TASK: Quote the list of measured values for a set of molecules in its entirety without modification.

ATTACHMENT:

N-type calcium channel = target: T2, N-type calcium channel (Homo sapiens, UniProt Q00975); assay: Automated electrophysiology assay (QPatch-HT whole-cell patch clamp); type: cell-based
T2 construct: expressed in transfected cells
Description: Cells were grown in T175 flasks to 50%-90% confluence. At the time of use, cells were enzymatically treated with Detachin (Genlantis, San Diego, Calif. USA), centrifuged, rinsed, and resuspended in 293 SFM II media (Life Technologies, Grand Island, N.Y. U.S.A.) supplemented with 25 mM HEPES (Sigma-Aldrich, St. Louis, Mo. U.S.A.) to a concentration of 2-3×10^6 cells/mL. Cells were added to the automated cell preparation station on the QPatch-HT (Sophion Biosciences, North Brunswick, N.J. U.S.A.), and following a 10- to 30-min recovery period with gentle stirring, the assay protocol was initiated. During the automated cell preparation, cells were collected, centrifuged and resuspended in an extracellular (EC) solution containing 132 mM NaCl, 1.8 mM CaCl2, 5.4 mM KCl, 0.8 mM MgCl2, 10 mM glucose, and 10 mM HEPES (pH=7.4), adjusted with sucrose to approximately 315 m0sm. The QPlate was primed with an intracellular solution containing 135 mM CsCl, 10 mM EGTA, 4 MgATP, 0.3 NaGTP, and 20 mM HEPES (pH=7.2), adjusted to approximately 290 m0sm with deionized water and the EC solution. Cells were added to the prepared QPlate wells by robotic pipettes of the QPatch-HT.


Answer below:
N-type calcium channel = target: T2, N-type calcium channel (Homo sapiens, UniProt Q00975); assay: Automated electrophysiology assay (QPatch-HT whole-cell patch clamp); type: cell-based
T2 construct: expressed in transfected cells
Description: Cells were grown in T175 flasks to 50%-90% confluence. At the time of use, cells were enzymatically treated with Detachin (Genlantis, San Diego, Calif. USA), centrifuged, rinsed, and resuspended in 293 SFM II media (Life Technologies, Grand Island, N.Y. U.S.A.) supplemented with 25 mM HEPES (Sigma-Aldrich, St. Louis, Mo. U.S.A.) to a concentration of 2-3×10^6 cells/mL. Cells were added to the automated cell preparation station on the QPatch-HT (Sophion Biosciences, North Brunswick, N.J. U.S.A.), and following a 10- to 30-min recovery period with gentle stirring, the assay protocol was initiated. During the automated cell preparation, cells were collected, centrifuged and resuspended in an extracellular (EC) solution containing 132 mM NaCl, 1.8 mM CaCl2, 5.4 mM KCl, 0.8 mM MgCl2, 10 mM glucose, and 10 mM HEPES (pH=7.4), adjusted with sucrose to approximately 315 m0sm. The QPlate was primed with an intracellular solution containing 135 mM CsCl, 10 mM EGTA, 4 MgATP, 0.3 NaGTP, and 20 mM HEPES (pH=7.2), adjusted to approximately 290 m0sm with deionized water and the EC solution. Cells were added to the prepared QPlate wells by robotic pipettes of the QPatch-HT.